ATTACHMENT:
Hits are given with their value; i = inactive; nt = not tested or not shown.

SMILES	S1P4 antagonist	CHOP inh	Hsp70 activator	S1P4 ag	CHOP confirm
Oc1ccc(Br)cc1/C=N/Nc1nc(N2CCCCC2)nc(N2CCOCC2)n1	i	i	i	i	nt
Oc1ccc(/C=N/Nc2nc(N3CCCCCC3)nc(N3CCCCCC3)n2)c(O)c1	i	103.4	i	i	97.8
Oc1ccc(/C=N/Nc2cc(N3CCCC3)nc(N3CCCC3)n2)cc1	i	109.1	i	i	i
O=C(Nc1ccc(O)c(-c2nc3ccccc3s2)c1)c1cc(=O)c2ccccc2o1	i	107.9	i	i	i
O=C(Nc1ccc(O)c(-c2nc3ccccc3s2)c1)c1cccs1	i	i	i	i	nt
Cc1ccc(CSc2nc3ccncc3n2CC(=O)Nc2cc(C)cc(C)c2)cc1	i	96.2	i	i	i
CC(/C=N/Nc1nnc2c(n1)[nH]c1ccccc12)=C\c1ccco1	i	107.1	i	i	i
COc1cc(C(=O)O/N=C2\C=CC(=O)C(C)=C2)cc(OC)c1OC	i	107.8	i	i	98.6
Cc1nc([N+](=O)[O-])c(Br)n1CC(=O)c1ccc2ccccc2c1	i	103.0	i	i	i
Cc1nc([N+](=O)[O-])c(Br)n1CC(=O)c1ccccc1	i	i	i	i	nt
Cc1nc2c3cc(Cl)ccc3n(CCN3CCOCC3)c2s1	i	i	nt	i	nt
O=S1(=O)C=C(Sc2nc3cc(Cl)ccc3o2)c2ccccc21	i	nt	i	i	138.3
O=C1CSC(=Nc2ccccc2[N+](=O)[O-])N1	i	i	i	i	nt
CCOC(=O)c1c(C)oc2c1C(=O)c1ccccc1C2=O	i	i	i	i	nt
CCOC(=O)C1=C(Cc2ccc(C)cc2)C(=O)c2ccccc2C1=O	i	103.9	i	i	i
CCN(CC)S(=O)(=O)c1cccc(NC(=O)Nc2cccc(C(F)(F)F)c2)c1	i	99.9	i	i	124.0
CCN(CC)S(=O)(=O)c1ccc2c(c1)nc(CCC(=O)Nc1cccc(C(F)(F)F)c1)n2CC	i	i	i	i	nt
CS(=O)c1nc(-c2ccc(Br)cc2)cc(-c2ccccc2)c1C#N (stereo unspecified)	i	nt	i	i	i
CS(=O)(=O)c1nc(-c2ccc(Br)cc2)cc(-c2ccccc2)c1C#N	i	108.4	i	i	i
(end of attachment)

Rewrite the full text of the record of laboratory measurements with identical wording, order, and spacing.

Hits are given with their value; i = inactive; nt = not tested or not shown.

SMILES	S1P4 antagonist	CHOP inh	Hsp70 activator	S1P4 ag	CHOP confirm
Oc1ccc(Br)cc1/C=N/Nc1nc(N2CCCCC2)nc(N2CCOCC2)n1	i	i	i	i	nt
Oc1ccc(/C=N/Nc2nc(N3CCCCCC3)nc(N3CCCCCC3)n2)c(O)c1	i	103.4	i	i	97.8
Oc1ccc(/C=N/Nc2cc(N3CCCC3)nc(N3CCCC3)n2)cc1	i	109.1	i	i	i
O=C(Nc1ccc(O)c(-c2nc3ccccc3s2)c1)c1cc(=O)c2ccccc2o1	i	107.9	i	i	i
O=C(Nc1ccc(O)c(-c2nc3ccccc3s2)c1)c1cccs1	i	i	i	i	nt
Cc1ccc(CSc2nc3ccncc3n2CC(=O)Nc2cc(C)cc(C)c2)cc1	i	96.2	i	i	i
CC(/C=N/Nc1nnc2c(n1)[nH]c1ccccc12)=C\c1ccco1	i	107.1	i	i	i
COc1cc(C(=O)O/N=C2\C=CC(=O)C(C)=C2)cc(OC)c1OC	i	107.8	i	i	98.6
Cc1nc([N+](=O)[O-])c(Br)n1CC(=O)c1ccc2ccccc2c1	i	103.0	i	i	i
Cc1nc([N+](=O)[O-])c(Br)n1CC(=O)c1ccccc1	i	i	i	i	nt
Cc1nc2c3cc(Cl)ccc3n(CCN3CCOCC3)c2s1	i	i	nt	i	nt
O=S1(=O)C=C(Sc2nc3cc(Cl)ccc3o2)c2ccccc21	i	nt	i	i	138.3
O=C1CSC(=Nc2ccccc2[N+](=O)[O-])N1	i	i	i	i	nt
CCOC(=O)c1c(C)oc2c1C(=O)c1ccccc1C2=O	i	i	i	i	nt
CCOC(=O)C1=C(Cc2ccc(C)cc2)C(=O)c2ccccc2C1=O	i	103.9	i	i	i
CCN(CC)S(=O)(=O)c1cccc(NC(=O)Nc2cccc(C(F)(F)F)c2)c1	i	99.9	i	i	124.0
CCN(CC)S(=O)(=O)c1ccc2c(c1)nc(CCC(=O)Nc1cccc(C(F)(F)F)c1)n2CC	i	i	i	i	nt
CS(=O)c1nc(-c2ccc(Br)cc2)cc(-c2ccccc2)c1C#N (stereo unspecified)	i	nt	i	i	i
CS(=O)(=O)c1nc(-c2ccc(Br)cc2)cc(-c2ccccc2)c1C#N	i	108.4	i	i	i